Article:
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Software requirements for MPPT controller V3.1

A project log for ARDUINO MPPT SOLAR CHARGE CONTROLLER

An Arduino based Solar MPPT charge controller.

Debasish DuttaDebasish Dutta 08/30/2015 at 15:061 Comment

Software requirements for MPPT controller V3.1

Draft by Keith Hungerford, updated 12th September 2015

Charging states

The charger operates in one of several charging states, depending on the sunlight level.

Charger OFF state

At nil or low sunlight levels, as indicated by solar voltage below battery voltage + 0.5 Volts, the charger state is OFF.

Transition from the OFF state occurs when

a) if battery voltage is greater than 11.5 volts and solar voltage rises above battery voltage + 0.5 Volts

b) if battery voltage is less than 11.5 volts and solar voltage rises above 12.5 volts.

When either of these voltage conditions is met the charger goes into one of the following states:

i) Float state if the battery voltage is greater than the Float voltage;

ii) Boost state if the battery voltage is less than the Float voltage and the Boost time since the last night time is less than [1 hour];

iii) Bulk state if the battery voltage is less than the Float voltage and the Boost time since the last night time is greater than [1 hour]

In all 3 cases initially the controller will use the DCM charging algorithm.

Boost DCM and Bulk DCM states

When in the Boost DCM or Bulk DCM state, the charger can go to OFF state if the solar voltage falls below (battery voltage + 0.5 Volts).

The charger can go to Boost CCM or Bulk CCM state if the Solar Power rises above 10% of the rated power.

The charger can go to the Float state if Battery voltage rises above Float.

The charger can go from Boost DCM to Bulk DCM if the Boost time since the last night is greater than Boost duration.

Boost CCM and Bulk CCM states

When in the Boost CCM or Bulk CCM state the charger can go to Boost DCM or Bulk DCM if the Solar Power falls below 10% of rated power.


Float state

The float state is functionally the same as Bulk state when the battery voltage reaches Float.

When in Float state the charger keeps just sufficient current flowing to the battery to maintain the battery voltage at Float.

Charging algorithms


CCM algorithm

Continuous Current Mode (CCM) applies when the available solar power is more than 10% of the rated power (strictly, when the current in the inductor always flows towards the battery, but this is difficult to measure directly in the software so we use the power level as a proxy estimate).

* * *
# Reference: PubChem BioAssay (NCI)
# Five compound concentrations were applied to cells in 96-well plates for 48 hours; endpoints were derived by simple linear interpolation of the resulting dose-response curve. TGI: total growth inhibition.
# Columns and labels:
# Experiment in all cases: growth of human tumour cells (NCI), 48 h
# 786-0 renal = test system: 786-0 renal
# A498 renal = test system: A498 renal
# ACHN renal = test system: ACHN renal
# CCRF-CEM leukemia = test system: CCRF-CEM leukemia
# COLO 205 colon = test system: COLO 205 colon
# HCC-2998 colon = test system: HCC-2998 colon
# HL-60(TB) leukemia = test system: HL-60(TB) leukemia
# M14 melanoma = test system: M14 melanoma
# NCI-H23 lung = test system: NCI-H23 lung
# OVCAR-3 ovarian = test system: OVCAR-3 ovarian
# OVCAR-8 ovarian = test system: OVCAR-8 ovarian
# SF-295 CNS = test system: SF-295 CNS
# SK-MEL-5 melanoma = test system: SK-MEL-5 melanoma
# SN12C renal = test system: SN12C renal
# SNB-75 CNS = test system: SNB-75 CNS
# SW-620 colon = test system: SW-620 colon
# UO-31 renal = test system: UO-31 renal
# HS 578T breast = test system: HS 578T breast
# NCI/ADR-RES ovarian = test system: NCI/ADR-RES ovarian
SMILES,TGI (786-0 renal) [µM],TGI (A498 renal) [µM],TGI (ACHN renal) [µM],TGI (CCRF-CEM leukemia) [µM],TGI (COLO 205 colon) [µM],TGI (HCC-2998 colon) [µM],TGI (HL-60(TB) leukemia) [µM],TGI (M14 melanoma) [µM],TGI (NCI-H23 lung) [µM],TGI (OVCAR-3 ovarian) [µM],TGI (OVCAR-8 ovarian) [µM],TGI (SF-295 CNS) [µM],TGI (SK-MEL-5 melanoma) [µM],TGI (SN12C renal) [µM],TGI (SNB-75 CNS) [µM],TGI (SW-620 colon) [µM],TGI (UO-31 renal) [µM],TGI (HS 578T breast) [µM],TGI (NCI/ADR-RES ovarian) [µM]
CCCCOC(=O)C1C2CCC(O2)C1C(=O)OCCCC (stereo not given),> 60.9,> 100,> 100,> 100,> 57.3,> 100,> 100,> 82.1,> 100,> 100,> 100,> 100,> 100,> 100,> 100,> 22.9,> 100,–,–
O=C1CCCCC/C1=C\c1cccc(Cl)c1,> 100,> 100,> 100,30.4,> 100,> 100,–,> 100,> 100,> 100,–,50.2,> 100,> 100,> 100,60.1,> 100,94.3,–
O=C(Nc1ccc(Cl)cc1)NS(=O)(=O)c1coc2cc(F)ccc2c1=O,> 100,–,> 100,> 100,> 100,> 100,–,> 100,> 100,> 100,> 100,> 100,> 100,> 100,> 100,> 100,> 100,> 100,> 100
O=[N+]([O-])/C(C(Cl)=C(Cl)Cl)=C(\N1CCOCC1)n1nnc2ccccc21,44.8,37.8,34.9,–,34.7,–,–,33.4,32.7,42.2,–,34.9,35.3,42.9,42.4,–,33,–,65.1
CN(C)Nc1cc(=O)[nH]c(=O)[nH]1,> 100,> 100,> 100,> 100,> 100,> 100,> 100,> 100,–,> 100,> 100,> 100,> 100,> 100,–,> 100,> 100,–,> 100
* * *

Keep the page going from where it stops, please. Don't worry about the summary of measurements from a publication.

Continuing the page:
In this mode, the PWM period is set at 12 microseconds. The PWM duty cycle is set either at a value that achieves maximum power, or to meet the charging voltage required by the battery (see battery management conditions below). When it is required to reduce the charging rate so as to limit the battery voltage, the PWM duty is reduced, thereby increasing the panel voltage above the maximum power point and reducing the current accordingly.

The Fast PWM mode of the Arduino is used to generate this PWM. The PWM period of 12 microseconds is 192 clock cycles at 16 MHz. The PWM period is divided into a Panel Connect phase followed by an Earth Connect phase. The length of the Panel Connect phase is controlled by PWM Duty.

When maximising power, the power level is measured approximately every 0.5 milliseconds and is compared to the previous power level measurement. The PWM duty cycle is changed up or down by 1 CPU clock cycle after every measurement. After the first measurement, the PWM duty cycle is increased. On subsequent measurements, if the power level is increased or is the same as the previous measurement, the PWM duty cycle is changed in the same direction as in the previous cycle. If the power level is decreased from the previous cycle, the PWM duty cycle is changed to go in the opposite direction to that in the previous cycle.

When tracking the allowable battery voltage, the battery voltage is measured approximately every 0.5 milliseconds and is compared to the target value. If the new value is within +0.1 volts of the target value, the PWM duty is left unchanged. If the new value is higher than the target value by more than 0.1 volts, the PWM duty is increased by one step. If the new value is lower than the target value by more than 0.1 volts, the PWM duty is decreased by one step.